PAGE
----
width of approximately 28 in. With the contribution of thin beds becoming more important for
optimizing production, this vertical resolution is
increasingly recognized as insufficient for their
proper evaluation.
A need has existed for a quantitative, deepreading resistivity measurement combining better
vertical resolution with azimuthal resolution and
full coverage. This measurement, which is provided by the ARI tool, bridges the gap between
high-resolution microimaging instruments and
conventional low-resolution resistivity tools.

LLs

A2

A1
M2
M1
A0
M'1
M'2
A'1

A'2

Figure 2. Dual Laterolog sonde electrode distribution and current path shape.

Background

Principles
The ARI tool incorporates azimuthal electrodes
into the conventional DLL array. The electrodes
are placed at the center of the DLL tools A2
electrode (Fig. 3).

Dual laterolog resistivity measurements


Current from the A2 electrode focuses the LLd
current. The A2 electrode also serves as a return
electrode for the shallow laterolog (LLs) current.
The relatively small azimuthal array at the center
of the A2 electrode does not interfere with either
the LLd or the LLs measurements.
The DLL tool operates simultaneously at two
frequencies: 35 Hz for the LLd and 280 Hz for the
LLs. In both cases the survey current (I0) flows
from the A0 electrode and is controlled by the
output of a feedback loop. This loop equalizes the
potentials across pairs of monitor electrodes (M1,
M2 and M'2, M'1), focusing the current from the
A0 electrode into the formation.

Focusing current for the LLs measurement


flows from the A1 and A'1 electrodes, and both
survey and focusing currents return to the A2
and A'2 electrodes. For the LLd measurement, an
auxiliary monitor loop makes the tool effectively
equipotential at 35 Hz; focusing current flows
from both the A1, A'1 and A2, A'2 electrode pairs.
The LLd survey current is focused so that it flows
perpendicular to the tool, and all deep current
returns to electrode B at the surface.
The tool is connected to the logging cable by
the bridle, a flexible insulating connector about
80 ft long. The potential difference (V0) between
the monitor electrodes (M2 and M'2) and the cable
armor at the torpedo is recorded, as is the survey
current (I0) flowing from the A0 electrode. The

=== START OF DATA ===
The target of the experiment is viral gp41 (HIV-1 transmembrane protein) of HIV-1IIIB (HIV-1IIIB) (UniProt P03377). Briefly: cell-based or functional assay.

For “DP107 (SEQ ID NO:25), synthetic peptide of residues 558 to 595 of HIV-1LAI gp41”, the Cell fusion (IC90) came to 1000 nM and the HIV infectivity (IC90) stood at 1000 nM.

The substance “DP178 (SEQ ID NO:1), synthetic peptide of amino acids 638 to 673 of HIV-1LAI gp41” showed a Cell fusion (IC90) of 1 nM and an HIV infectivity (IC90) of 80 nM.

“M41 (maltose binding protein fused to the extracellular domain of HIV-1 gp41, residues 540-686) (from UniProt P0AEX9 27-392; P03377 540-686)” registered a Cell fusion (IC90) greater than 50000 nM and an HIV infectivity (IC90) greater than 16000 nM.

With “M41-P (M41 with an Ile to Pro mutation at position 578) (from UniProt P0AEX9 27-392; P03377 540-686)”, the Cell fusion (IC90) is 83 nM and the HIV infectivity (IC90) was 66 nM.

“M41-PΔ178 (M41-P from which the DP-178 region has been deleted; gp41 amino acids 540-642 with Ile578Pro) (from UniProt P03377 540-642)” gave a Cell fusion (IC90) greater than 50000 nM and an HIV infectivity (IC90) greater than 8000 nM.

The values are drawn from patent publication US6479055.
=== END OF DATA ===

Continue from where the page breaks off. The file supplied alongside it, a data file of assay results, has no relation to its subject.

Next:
resistivity (R) is computed according to
R=k

V0
,
I0

where k is a geometric factor.

LLd
and
deep
azimuthal
resistivity

LLs
and
azimuthal
electrical
standoff

A2

A1
M2
M1
A0
M'1
M'2
A'1

A'2

Figure 3. ARI azimuthal electrodes are incorporated in the Dual Laterolog A2 electrode.

ARI Azimuthal Resistivity Imager 3

Azimuthal resistivity measurements


The detailed view of the azimuthal array (Fig. 4)
shows current paths for the deep and auxiliary
measurements made with the array. The deep
azimuthal measurement operates at 35 Hz, the
same frequency as the deep laterolog, and the
currents flow from the 12 azimuthal current electrodes to the surface. They are focused from above
by the current from the upper portion of the A2
electrode; from below they are focused by currents
from the lower portion of the A2 electrode and by
currents from the A1, A0, A'1 and A'2 electrodes.
In addition, the current from each azimuthal electrode is focused passively by the currents from
its neighbors.
To overcome electrochemical effects across
the electrode/mud interface, the azimuthal array
is implemented in a monitored laterolog 3 (LL3)
configuration. These effects would degrade the
response of a simpler equipotential LL3 implementation.

A monitor electrode is set in each current electrode, and a feedback loop controls the electrode
current. The monitor electrode is thus maintained
at the mean potential of the annular monitor electrodes that lie just inside the A2 guard electrode
on either side of the array (M3 and M4 in Fig. 4).
The mud in front of the azimuthal current
electrodes is effectively equipotential. The 12
azimuthal currents (Ii) and the mean potential of
the M3 and M4 electrodes relative to the cable
armor (Vm) are measured. From these data 12
azimuthal resistivities (Ri) are computed:
Ri = k'

Vm
,
Ii

where k' is a geometric factor.


From the sum of 12 azimuthal currents, a
high-resolution resistivity measurement, LLhr, is
derived. This technique is equivalent to replacing
the azimuthal electrodes by a single cylindrical
electrode of the same height.

A2

A2

Vm
M3

M3

Figure 4. Azimuthal
electrode array and
current paths in both
measurement modes.

dV = 0

Ii

Ic

M4

M4
A2

High-resolution deep mode

Principles

dVi

A2

Auxiliary mode

Auxiliary azimuthal measurements


The azimuthal resistivity measurements are
sensitive to tool eccentering in the borehole and to
irregular borehole shape. To correct these effects, a
simultaneous auxiliary measurement is made with
the array at a frequency of 71 kHz, which is sufficiently high to avoid interference with the 35-Hz
monitor loops.
In this operating mode, current is passed
between each azimuthal electrode and the A2
guard electrode (Fig. 4). The azimuthal and
annular monitor electrodes, M3 and M4, serve as
measure electrodes. The difference between the
potential of the azimuthal monitor electrode and
the mean potential of the annular monitor electrodes (dVi) is measured.
Each azimuthal electrode passes the same
current (Ic), and 12 resistivities (Rci) are computed